Enjoy the silence, or the power of silence in management

15 November 2022

In our noisy society, where even the smallest object is constantly calling out to us with beeps, blops and dings, silence is disturbing. It evokes emptiness, malaise, ignorance, sometimes even stupidity, and we tend to be suspicious of anyone who remains silent for too long. The urge to break this unbearable silence, to fill it, is fierce, at the risk of speaking to say nothing.

And yet, in many disciplines, silence is what gives a speech its full scope. In theater, it creates emotion; in stand-up comedy, it provokes laughter; and in music, it’s the breaths that give rhythm to the melody. It could be said that nature abhors a vacuum, but silence is not emptiness or nothingness, but rather a place to let what already exists appear. In the corporate world, since this is what we’re interested in, it’s a powerful management tool for fostering creativity and motivation.

Silence for better communication

It may seem counter-intuitive, but silence is a powerful communication tool. As a speaker, there are definite advantages to knowing how to leave gaps in your speech. On the one hand, the pause offers a time for breathing and reflection, during which the speaker can gauge the audience’s reaction to what has just been said. He can then think about how he wants his next ad to look. As the best comedians will tell you, it’s essential, even vital, to listen to your audience, to get a feel for the room, so as not to overdo it. This silence also helps the listener to assimilate what has been said. A few seconds is sometimes all it takes for a good joke to blossom in the audience’s mind, leaving room for laughter. Taking breaks in your speech is therefore perfectly productive, as it gives everyone time to think.

Jacques Pilhan, communications advisor to François Mitterrand and Jacques Chirac, saw silence as a powerful means of creating desire among citizens, and believed that the stature of a head of state was built, in part, on the rarity of his words. In the corporate world too, the manager whose words are rare but extremely relevant builds a stature as a man or woman of power. In meetings, sometimes the best way to shine is to keep quiet. Keeping silent, listening, reflecting, and then delivering a well-constructed, pertinent speech is real proof of intelligence, and sometimes of legitimacy.

Silence as a creative power

Because silence allows reflection, it can generate new ideas and allow solutions to emerge. It therefore hides real creative potential and should precede any brainstorming session… A calm before the storm.

On the other hand, this gap, because it is sometimes terribly awkward, needs to be filled. A sufficiently long pause at just the right moment can then, as if by magic, bring out hidden truths, ideas not yet fully developed, intuitions not yet fully assumed. In short, silence is a catalyst for revealing what already exists but remains hidden out of modesty, shyness or fear of being judged. The seasoned manager will know how to use these blanks to get his staff to admit what they’re really thinking, to get them to give birth to a delicate request, or even to get them to find a solution of their own that they had come to him for.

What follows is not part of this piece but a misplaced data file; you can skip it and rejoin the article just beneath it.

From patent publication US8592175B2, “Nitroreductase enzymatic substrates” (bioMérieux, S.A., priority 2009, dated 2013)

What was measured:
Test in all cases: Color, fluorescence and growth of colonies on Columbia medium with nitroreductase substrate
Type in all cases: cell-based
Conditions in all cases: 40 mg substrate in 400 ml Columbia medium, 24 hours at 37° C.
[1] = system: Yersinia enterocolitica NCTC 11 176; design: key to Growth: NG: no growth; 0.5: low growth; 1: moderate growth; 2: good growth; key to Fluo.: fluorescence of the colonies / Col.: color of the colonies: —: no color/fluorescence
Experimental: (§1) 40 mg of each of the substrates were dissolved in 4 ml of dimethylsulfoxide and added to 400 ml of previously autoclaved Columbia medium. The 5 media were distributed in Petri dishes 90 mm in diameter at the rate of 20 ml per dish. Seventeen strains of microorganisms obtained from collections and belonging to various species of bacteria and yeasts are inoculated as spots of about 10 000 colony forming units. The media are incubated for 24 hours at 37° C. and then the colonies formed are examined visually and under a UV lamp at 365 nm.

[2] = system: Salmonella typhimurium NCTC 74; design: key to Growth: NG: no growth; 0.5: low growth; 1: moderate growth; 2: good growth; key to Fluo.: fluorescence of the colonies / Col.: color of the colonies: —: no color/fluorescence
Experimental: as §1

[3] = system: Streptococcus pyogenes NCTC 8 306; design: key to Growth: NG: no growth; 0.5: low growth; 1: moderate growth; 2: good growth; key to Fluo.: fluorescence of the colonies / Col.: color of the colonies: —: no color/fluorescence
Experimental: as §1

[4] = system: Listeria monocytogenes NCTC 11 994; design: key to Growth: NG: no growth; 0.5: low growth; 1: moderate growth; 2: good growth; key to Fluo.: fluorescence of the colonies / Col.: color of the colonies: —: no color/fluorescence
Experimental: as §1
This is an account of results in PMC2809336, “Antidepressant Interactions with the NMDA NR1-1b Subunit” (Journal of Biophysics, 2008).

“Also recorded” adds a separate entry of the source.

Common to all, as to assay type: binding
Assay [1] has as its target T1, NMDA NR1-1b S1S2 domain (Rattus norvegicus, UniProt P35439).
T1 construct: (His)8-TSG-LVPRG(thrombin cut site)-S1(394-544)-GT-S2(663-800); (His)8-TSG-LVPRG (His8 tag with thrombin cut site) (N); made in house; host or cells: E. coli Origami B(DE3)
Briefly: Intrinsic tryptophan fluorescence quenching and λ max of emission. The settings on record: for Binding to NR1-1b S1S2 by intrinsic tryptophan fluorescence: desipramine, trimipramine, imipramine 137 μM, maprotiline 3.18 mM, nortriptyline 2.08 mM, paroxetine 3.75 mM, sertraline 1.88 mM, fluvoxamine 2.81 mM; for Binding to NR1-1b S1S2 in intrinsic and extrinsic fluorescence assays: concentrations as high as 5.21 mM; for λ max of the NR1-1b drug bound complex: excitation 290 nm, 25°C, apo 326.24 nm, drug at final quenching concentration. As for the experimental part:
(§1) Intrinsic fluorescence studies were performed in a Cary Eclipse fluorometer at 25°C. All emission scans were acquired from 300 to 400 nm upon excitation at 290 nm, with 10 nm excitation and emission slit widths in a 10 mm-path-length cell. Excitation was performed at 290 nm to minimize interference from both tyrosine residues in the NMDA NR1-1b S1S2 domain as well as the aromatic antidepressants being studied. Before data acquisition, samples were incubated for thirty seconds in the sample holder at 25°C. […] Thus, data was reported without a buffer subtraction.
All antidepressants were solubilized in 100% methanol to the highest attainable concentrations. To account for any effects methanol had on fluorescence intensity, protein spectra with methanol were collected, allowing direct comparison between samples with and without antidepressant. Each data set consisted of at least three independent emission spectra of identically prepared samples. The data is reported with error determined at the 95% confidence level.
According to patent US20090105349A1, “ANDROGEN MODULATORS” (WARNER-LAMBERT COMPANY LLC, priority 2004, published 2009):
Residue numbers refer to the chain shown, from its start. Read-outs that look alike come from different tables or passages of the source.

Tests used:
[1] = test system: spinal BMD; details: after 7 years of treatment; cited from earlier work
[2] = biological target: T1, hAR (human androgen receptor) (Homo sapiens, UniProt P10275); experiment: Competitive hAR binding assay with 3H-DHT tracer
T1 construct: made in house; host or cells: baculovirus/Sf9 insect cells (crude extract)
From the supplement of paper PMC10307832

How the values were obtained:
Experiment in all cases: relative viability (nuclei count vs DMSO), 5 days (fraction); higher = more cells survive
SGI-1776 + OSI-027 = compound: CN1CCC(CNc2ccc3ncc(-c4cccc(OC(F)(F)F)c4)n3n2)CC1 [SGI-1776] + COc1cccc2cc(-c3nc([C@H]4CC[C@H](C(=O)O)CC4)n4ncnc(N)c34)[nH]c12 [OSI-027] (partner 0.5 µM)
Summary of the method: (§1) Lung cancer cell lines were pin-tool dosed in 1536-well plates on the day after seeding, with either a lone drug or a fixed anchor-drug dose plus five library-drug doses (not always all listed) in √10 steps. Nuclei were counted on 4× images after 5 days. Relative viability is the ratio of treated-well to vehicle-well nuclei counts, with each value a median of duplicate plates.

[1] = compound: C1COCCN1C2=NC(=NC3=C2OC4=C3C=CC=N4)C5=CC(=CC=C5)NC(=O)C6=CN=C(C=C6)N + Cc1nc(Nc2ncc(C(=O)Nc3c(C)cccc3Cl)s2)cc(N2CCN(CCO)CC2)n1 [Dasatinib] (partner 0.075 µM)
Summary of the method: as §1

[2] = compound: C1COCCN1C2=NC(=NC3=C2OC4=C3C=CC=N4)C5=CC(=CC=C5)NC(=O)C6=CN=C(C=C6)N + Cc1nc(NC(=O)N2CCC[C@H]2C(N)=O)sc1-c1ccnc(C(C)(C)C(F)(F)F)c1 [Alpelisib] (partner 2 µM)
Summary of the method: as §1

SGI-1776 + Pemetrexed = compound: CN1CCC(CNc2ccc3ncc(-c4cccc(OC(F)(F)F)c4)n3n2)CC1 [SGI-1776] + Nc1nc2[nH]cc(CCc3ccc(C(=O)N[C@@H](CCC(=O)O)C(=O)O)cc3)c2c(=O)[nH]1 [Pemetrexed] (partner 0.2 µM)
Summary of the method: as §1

Finally, in negotiation, the art of remaining silent is a formidable weapon. When faced with the announcement of a price or a condition, remaining silent destabilizes the other person and can lead them to say more, even too much. By trying to fill the void, he offers his interlocutor valuable information with which to build a counter-argument, if not outright betray his bluff.

Calm and silence, the keys to motivation?

In some cases, silence is a motivating factor. “If you want to motivate, start by keeping quiet,” said Brandon Irwin, a professor at Kansas State University. In an article entitled “Golden Silence”, he demonstrates that sports coaches who are calm, quiet but attentive during a match get better results from their teams. How do you explain this? One of the answers put forward by Brandon Irwin is that the coach, by encouraging with words, actually distracts the players and reduces their ability to draw from within themselves the strength to excel.

Susan Fowler, motivation specialist and professor at the University of San Diego, commented on Brandon Irwin’s study. She adds that, in her opinion, the ranting and cheering of a voluble coach is perceived by his players as an expression of his own motivation and need to win, and not as an aid to help them.

This theory applies perfectly to the business world. Employees won’t be motivated if they feel they’re being manipulated, and if the encouragement doesn’t seem sincere. To support his troops, the manager has every interest in dispensing encouragement and remarks more sparingly, but in a much more sincere and fair manner. A rare but constructive compliment or criticism is more meaningful and has a greater impact on employee motivation. So, managers and leaders, always remember that if speech is silver, silence is gold. Don’t listen to yourself talk too much, and don’t hesitate to take a break to “enjoy the silence” and share it with your teams.

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